US president Donald Trump has recently signed an executive order banning the use of equipment made by companies that are considered a threat to national security. Following that, news emerged that Google has dropped Huawei from the Android Licensing program. This means that with immediate effect, no future smartphones from this manufacture will be released with Google Mobile Services such as the Google Play Store and Gmail App.
Although the order did not specify China or Huawei, the US Commerce Department did and Huawei along with many of its subsidiaries were added to the equivalent of a ‘ban list’. This means that no US companies can do business with any of those companies without express permission form the US government.
Google, as a tech company had to cease business with Huawei and its subsidiaries due to that order. The lettering that demands this is that it cannot do business with Huawei that “requires the transfer of hardware and software products” – of which its Mobile Services are a part.
What the US has Claimed Against Huawei
- US authorities claim that Huawei is breaking trade sanctions and committing bank fraud. Ironically, it obtained this information by spying on Huawei.
- The CIA claims Huawei is funded by the Chinese military and intelligence arms. Unfortunately, they aren’t willing (or perhaps, able) to back this claim up with any substantial proof.
- The US has consistently claimed that Huawei’s equipment is “pervasively unsafe” – but has refused to allow Huawei to prove anything to the contrary. In Fact, the US has even refused to consider risk mitigation agreements and has opted for an outright ban (despite it agreeing to risk mitigation with Nokia and Ericsson)
We are pretty sure that there are other accusations floating around, but these are the most outstanding so far. Since 2012, the US has claimed that Huawei has been a National Security Threat, but to date has produced no evidence of this at all.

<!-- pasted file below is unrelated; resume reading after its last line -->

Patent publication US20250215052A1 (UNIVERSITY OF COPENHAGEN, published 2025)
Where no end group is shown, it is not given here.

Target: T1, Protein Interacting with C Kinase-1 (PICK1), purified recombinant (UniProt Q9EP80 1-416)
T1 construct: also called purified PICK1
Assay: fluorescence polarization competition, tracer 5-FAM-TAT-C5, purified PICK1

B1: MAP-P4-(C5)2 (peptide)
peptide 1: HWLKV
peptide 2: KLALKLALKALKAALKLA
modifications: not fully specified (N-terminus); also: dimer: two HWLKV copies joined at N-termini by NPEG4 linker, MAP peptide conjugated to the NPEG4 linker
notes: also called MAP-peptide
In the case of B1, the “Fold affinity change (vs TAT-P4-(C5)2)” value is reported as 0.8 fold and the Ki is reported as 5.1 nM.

What is the Actual Problem?
Big Business and Donald Trump. The US has had a long history of lobbyists affecting the way the government does business and with the personal prejudices of Donald “Make America Great Again” Trump it gets worse.
In what he thinks is an effort to bring jobs back to the US, Trump’s administration has levied crippling taxes against China to the tune of over $250 billion dollars – and threatens more. This of course has resulted in return salvos from China.
The result – consumers paying higher prices at the cash register.
Unfortunately, this doesn’t seem to have done much so far so the US has decided to go after some of China’s biggest companies, starting with Huawei. Essentially, Huawei has become ‘Plan B’ in the US-China spat.
Who is the Loser Here?
Despite the headlines reading Huawei all around the world, to know the actual losers we must dig much deeper and get closer to the ground. Doubtless there will be ramifications for them both financially as well as well as operationally. It could mean the jobs of thousands of workers for the Chinese giant.
Yet what will also be at stake are the jobs that thousands of Americans hold as part of the ecosystem of companies are associated with Huawei in some form or other. Huawei isn’t an island and it not just sells to, but also buys from the US.
Each year, the CHinese manufacturer purchases more than $11 billion in products from US companies, meaning that this move against Huawei will affect all of that. If you’re talking about technology, Huawei is also the leader in 5G infrastructure, which the US and allies will also be losing out on.
Finally, there are the millions of US consumers who will be missing out on the opportunity to own affordable smartphones. An Apple iPhone XS costs around $999 and the company doesn’t make ‘budget’ models. On the other hand, the Honor View 20 starts at less than $450 – and that is expensive for their price range.
What Happens to Existing Huawei Product Users
The company says that for now it will continue with its updates and product roll-outs as planned. This include the pending launch of the Honor 20 which is due in less than 24 hours.
Huawei has made substantial contributions to the development and growth of Android around the world. As one of Android’s key global partners, we have worked closely with their open-source platform to develop an ecosystem that has benefitted both users and the industry.
Huawei will continue to provide security updates and after-sales services to all existing Huawei and Honor smartphone and tablet products, covering those that have been sold and that are still in stock globally.
Google on the other hand has said that it will allow existing Huawei devices to continue with access to apps as usual;